thirdly, whereas welfare spending is dissipative, defense spending overall is massively profitable and stimulatory. a great fraction of the economic growth from the last 70 years has come from technologies that have been invented by or incubated by the defense industrial complex. everything from optical fibers, wireless communications, the Internet itself, to carbon fiber. for the US in particular, defense spending has been very very profitable.

      if you look at the single country in the world today that is most focused in economic growth and prosperity, china, its adding double digit growth to defense budget every year. why? partly to get what the military industrial complex does for our country.

  • Highguard

    OK, thinks have deteriorated since I last posted. Listen up as follows:

    In reverse order, Truth is Honor, Prov 3:5 is a better verse to capture people’s attention. Now that I’ve got your attention, read all the letters of Paul that explain you are supposed to actually relate to the people you are trying to evangelize. Nothing I see in your posting accomplishes that in the slightest. This is a website for military buffs and groupies. You’re pushing them away from God by blogging stuff that should be on political buff websites. Please find another website to proselatise on.

    • galloglas

      Truth is Honor sounds suspiciously like Blut und Ehre.
      Here’s one to ponder, John 3.8

    • Tom

      And so it seems you have made TIH’s point perfectly; just push out any reference to God to some other place. You are right in that this is a site for military buffs and groupies, but I imagine if someone posted something about the economy or some other unrelated topic the advice would not be to go post somewhere else. Only references to God and truth get the boot. You don’t need to build a relationship with someone to present truth; Christ did it often even upon meeting someone for the first time.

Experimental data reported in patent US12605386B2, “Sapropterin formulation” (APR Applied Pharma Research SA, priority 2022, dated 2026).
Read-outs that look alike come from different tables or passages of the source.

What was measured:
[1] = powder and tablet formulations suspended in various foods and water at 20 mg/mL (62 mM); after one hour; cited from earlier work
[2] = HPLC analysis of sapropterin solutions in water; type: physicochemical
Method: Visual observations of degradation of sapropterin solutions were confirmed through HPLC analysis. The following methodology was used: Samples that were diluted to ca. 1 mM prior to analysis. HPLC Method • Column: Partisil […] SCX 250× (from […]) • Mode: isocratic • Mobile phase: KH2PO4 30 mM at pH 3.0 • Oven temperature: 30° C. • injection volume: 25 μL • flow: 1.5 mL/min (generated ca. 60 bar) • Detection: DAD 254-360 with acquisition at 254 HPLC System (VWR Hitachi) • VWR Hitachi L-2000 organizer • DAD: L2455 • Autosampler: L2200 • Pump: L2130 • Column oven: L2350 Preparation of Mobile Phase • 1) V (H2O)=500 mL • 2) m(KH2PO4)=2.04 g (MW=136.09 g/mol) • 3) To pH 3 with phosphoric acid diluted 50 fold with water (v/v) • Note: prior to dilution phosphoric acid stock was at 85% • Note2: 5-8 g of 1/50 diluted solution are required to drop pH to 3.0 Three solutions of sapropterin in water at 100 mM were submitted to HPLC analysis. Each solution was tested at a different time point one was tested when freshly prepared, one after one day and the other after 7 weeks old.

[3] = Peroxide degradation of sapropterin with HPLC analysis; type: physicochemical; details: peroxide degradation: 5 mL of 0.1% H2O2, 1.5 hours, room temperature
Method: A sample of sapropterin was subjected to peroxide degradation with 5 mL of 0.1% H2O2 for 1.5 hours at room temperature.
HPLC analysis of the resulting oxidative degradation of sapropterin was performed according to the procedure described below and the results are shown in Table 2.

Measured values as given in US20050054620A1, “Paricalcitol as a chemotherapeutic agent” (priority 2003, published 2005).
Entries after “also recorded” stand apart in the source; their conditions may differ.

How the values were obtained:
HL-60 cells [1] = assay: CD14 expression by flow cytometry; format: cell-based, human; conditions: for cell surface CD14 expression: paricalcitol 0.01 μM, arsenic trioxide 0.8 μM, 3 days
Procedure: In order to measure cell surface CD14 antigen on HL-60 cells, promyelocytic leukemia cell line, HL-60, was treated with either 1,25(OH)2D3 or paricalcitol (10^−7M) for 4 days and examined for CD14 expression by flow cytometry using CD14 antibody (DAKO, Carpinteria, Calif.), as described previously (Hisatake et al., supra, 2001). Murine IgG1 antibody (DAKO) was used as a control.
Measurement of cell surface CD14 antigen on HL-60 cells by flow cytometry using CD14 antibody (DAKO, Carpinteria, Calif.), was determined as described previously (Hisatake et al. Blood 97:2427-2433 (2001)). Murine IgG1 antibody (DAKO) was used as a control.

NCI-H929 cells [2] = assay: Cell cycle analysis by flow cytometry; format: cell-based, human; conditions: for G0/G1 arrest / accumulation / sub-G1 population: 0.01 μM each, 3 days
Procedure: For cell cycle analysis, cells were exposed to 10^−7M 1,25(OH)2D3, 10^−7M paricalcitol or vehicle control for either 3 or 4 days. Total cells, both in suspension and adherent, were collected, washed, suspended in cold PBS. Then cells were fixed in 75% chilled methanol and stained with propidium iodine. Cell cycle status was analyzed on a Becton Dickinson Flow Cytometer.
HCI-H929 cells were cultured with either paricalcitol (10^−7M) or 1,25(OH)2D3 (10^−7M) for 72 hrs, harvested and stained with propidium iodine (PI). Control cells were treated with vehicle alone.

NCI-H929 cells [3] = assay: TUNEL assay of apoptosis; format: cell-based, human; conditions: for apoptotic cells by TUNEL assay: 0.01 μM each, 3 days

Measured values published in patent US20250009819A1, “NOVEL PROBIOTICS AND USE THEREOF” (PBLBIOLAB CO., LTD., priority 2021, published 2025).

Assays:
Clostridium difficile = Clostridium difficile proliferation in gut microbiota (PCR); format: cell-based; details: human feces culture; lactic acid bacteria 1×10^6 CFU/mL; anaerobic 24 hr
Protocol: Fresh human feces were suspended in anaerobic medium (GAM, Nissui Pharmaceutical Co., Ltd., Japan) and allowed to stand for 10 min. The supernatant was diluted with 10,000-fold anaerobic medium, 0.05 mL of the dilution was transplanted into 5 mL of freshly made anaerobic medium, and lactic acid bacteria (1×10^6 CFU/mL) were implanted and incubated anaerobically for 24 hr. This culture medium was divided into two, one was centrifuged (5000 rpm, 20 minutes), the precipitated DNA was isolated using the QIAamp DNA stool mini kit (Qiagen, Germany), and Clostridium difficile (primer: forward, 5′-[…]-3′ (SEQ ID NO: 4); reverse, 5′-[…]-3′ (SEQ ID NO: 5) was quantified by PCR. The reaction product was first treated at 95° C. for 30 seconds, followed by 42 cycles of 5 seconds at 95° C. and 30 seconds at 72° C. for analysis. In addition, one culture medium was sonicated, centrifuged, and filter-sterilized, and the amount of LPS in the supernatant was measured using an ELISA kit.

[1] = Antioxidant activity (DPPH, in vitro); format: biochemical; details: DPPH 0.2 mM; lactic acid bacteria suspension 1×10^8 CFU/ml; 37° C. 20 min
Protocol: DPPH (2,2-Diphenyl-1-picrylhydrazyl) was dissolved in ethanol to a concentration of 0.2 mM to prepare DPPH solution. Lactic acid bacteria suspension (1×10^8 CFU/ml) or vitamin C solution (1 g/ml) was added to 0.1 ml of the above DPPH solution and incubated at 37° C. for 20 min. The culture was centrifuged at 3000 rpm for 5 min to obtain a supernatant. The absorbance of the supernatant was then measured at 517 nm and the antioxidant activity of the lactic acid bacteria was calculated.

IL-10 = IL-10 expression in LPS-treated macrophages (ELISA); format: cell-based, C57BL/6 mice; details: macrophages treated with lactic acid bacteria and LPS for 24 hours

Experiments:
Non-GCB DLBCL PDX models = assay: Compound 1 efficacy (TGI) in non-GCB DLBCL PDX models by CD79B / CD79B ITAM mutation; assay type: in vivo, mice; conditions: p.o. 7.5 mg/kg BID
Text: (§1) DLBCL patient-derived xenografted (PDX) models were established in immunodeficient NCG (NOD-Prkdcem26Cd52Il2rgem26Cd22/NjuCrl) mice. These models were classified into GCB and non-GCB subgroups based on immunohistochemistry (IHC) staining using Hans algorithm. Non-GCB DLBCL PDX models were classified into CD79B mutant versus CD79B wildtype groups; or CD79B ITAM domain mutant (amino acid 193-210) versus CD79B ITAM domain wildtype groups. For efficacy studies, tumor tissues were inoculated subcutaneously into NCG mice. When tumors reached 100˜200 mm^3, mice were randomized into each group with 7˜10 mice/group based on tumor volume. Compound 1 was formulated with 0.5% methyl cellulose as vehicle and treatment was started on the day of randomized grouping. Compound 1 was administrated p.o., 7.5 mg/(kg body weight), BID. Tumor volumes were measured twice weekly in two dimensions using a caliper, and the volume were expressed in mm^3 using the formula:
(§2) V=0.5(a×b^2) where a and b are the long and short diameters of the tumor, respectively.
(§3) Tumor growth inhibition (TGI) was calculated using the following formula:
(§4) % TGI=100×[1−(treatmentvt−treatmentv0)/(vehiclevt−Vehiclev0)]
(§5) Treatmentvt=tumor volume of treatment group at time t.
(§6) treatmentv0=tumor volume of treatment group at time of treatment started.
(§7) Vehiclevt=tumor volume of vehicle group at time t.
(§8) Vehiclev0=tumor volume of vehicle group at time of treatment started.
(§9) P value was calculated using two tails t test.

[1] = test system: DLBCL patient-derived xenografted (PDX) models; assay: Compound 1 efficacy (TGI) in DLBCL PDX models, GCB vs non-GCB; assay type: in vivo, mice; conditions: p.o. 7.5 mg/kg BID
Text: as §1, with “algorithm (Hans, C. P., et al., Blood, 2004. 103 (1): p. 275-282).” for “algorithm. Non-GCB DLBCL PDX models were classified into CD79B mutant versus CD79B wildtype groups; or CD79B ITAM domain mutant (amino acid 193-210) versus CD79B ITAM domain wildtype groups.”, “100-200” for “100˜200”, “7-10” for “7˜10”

• Highguard

    German Y. This is a website for defense buffs. You took a huge thrashing which you deserved. What are you and your friends doing to stop Russia from crossing into Dresden again? Sticking flowers in rifle barrels. Take your depression elsewhere. We’re trying to have fun here. Plus, we’re too educated for you. Go after the conservative political blogs where you could get into some fun arguments.

    • blight_

      It’s in Germany’s best interest that Poland be able to keep the Russians out…

  • Highguard


    Good article and great that the Air Force officials are telling you things they aren’t telling the rest of DoD. Could you get them to reveal which current conventional LRS weapons they are planning on incorporating into LRS-B? Then maybe we could actually start planning. Also, can you explain in your next article how future weapons can be integrated into a platform going under contract in Sept when those weapons haven’t even been competed or built yet?

  • Rocky

    This looks good for WW3. However, we also need an excellent platform for delivering hundreds of iron bombs. Perhaps something similar to a C-17 as a bomber. BOTOT

    • blight_

      Didn’t realise we were still trying to bomb rice paddies or the Plain of Jars….

    • franklin